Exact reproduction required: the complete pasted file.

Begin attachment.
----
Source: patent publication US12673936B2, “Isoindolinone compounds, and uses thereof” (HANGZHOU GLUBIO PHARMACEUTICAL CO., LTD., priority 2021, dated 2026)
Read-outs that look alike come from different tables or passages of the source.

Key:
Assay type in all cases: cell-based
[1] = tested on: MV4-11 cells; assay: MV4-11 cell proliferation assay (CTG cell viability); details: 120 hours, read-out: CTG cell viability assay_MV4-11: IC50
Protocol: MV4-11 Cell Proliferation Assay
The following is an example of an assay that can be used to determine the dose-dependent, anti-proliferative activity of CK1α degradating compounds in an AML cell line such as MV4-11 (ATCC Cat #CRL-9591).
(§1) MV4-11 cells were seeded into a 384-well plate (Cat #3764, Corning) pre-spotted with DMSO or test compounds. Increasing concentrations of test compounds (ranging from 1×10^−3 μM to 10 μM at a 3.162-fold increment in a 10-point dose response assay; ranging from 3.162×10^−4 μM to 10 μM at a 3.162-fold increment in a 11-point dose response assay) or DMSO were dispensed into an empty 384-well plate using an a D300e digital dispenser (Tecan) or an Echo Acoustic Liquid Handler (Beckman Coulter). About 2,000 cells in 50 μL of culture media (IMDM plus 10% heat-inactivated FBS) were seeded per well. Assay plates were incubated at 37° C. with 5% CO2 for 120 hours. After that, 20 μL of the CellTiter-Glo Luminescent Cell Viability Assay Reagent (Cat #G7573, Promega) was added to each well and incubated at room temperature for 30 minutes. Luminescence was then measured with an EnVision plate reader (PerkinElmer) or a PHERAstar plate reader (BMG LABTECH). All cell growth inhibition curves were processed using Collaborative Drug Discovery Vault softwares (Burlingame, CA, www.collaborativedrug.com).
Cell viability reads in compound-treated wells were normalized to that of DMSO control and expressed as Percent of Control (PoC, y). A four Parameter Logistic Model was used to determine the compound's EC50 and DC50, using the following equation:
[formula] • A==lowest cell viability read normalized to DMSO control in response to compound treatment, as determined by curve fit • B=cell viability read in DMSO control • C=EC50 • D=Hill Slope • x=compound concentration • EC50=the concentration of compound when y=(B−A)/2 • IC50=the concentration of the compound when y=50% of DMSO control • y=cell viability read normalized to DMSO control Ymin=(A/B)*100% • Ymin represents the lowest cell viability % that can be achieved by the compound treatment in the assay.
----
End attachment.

Source: patent publication US12673936B2, “Isoindolinone compounds, and uses thereof” (HANGZHOU GLUBIO PHARMACEUTICAL CO., LTD., priority 2021, dated 2026)
Read-outs that look alike come from different tables or passages of the source.

Key:
Assay type in all cases: cell-based
[1] = tested on: MV4-11 cells; assay: MV4-11 cell proliferation assay (CTG cell viability); details: 120 hours, read-out: CTG cell viability assay_MV4-11: IC50
Protocol: MV4-11 Cell Proliferation Assay
The following is an example of an assay that can be used to determine the dose-dependent, anti-proliferative activity of CK1α degradating compounds in an AML cell line such as MV4-11 (ATCC Cat #CRL-9591).
(§1) MV4-11 cells were seeded into a 384-well plate (Cat #3764, Corning) pre-spotted with DMSO or test compounds. Increasing concentrations of test compounds (ranging from 1×10^−3 μM to 10 μM at a 3.162-fold increment in a 10-point dose response assay; ranging from 3.162×10^−4 μM to 10 μM at a 3.162-fold increment in a 11-point dose response assay) or DMSO were dispensed into an empty 384-well plate using an a D300e digital dispenser (Tecan) or an Echo Acoustic Liquid Handler (Beckman Coulter). About 2,000 cells in 50 μL of culture media (IMDM plus 10% heat-inactivated FBS) were seeded per well. Assay plates were incubated at 37° C. with 5% CO2 for 120 hours. After that, 20 μL of the CellTiter-Glo Luminescent Cell Viability Assay Reagent (Cat #G7573, Promega) was added to each well and incubated at room temperature for 30 minutes. Luminescence was then measured with an EnVision plate reader (PerkinElmer) or a PHERAstar plate reader (BMG LABTECH). All cell growth inhibition curves were processed using Collaborative Drug Discovery Vault softwares (Burlingame, CA, www.collaborativedrug.com).
Cell viability reads in compound-treated wells were normalized to that of DMSO control and expressed as Percent of Control (PoC, y). A four Parameter Logistic Model was used to determine the compound's EC50 and DC50, using the following equation:
[formula] • A==lowest cell viability read normalized to DMSO control in response to compound treatment, as determined by curve fit • B=cell viability read in DMSO control • C=EC50 • D=Hill Slope • x=compound concentration • EC50=the concentration of compound when y=(B−A)/2 • IC50=the concentration of the compound when y=50% of DMSO control • y=cell viability read normalized to DMSO control Ymin=(A/B)*100% • Ymin represents the lowest cell viability % that can be achieved by the compound treatment in the assay.